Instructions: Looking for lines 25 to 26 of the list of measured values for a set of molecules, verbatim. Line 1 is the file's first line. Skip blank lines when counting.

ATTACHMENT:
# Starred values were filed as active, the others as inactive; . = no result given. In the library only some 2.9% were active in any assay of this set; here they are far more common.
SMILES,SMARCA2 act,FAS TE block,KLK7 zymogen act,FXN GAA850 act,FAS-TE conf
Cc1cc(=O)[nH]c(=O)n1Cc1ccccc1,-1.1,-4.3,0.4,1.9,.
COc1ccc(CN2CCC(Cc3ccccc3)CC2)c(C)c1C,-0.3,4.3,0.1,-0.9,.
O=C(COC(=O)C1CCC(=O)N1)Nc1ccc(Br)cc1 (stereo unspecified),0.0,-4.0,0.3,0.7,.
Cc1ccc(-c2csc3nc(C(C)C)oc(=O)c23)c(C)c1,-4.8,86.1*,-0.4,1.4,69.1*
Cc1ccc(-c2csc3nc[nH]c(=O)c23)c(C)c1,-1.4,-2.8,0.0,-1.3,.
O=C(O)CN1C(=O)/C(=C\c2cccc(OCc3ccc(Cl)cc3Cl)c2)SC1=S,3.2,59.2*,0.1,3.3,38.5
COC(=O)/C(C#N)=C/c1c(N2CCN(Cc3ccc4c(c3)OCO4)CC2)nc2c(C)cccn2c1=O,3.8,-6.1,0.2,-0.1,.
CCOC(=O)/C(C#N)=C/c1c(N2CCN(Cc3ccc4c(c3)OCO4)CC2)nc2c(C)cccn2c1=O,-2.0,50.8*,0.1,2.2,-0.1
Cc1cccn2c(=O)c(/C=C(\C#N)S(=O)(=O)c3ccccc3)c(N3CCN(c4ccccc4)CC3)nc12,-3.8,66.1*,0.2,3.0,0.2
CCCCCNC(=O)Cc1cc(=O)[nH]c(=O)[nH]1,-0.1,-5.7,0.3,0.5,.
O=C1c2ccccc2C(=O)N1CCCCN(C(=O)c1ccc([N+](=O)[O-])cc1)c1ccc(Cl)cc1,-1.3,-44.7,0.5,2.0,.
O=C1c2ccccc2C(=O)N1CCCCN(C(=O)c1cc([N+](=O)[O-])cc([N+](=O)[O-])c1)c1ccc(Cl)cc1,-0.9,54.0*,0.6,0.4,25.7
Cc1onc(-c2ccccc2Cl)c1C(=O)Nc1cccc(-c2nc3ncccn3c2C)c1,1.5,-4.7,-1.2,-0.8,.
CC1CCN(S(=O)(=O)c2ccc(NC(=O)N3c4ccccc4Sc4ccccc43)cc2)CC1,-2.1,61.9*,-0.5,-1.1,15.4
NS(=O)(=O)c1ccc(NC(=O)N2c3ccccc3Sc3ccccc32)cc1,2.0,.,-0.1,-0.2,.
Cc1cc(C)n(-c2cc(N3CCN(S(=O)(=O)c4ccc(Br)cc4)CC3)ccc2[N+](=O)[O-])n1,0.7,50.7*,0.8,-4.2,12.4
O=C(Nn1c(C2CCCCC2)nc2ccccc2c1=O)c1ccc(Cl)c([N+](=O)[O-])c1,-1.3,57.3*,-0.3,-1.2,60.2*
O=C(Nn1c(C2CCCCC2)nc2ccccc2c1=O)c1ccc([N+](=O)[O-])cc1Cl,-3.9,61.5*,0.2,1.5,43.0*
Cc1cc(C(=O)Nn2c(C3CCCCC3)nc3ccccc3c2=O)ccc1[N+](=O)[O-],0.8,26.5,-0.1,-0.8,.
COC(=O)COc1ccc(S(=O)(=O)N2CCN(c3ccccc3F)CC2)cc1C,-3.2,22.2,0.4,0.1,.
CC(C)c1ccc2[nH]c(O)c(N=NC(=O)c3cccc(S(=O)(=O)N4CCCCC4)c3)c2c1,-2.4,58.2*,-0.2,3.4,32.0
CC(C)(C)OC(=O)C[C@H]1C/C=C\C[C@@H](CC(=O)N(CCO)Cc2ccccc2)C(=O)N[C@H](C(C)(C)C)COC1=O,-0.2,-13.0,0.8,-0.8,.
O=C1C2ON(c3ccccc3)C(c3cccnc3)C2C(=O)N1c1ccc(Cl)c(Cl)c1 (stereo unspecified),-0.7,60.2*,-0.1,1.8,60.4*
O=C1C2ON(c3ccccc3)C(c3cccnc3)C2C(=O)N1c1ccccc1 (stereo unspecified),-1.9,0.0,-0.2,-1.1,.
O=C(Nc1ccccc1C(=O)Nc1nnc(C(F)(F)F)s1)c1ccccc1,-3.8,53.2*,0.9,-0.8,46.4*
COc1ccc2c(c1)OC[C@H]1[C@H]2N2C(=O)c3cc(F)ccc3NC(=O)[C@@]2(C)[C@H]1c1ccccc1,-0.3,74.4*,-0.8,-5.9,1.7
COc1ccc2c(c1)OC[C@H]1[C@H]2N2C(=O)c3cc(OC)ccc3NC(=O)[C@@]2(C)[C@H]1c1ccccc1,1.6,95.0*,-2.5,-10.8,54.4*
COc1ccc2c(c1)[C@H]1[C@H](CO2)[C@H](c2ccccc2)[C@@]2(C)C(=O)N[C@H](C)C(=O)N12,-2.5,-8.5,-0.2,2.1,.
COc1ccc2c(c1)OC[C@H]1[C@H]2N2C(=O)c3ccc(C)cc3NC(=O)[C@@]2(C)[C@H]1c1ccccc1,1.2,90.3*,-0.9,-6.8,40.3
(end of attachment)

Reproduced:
O=C1C2ON(c3ccccc3)C(c3cccnc3)C2C(=O)N1c1ccc(Cl)c(Cl)c1 (stereo unspecified),-0.7,60.2*,-0.1,1.8,60.4*
O=C1C2ON(c3ccccc3)C(c3cccnc3)C2C(=O)N1c1ccccc1 (stereo unspecified),-1.9,0.0,-0.2,-1.1,.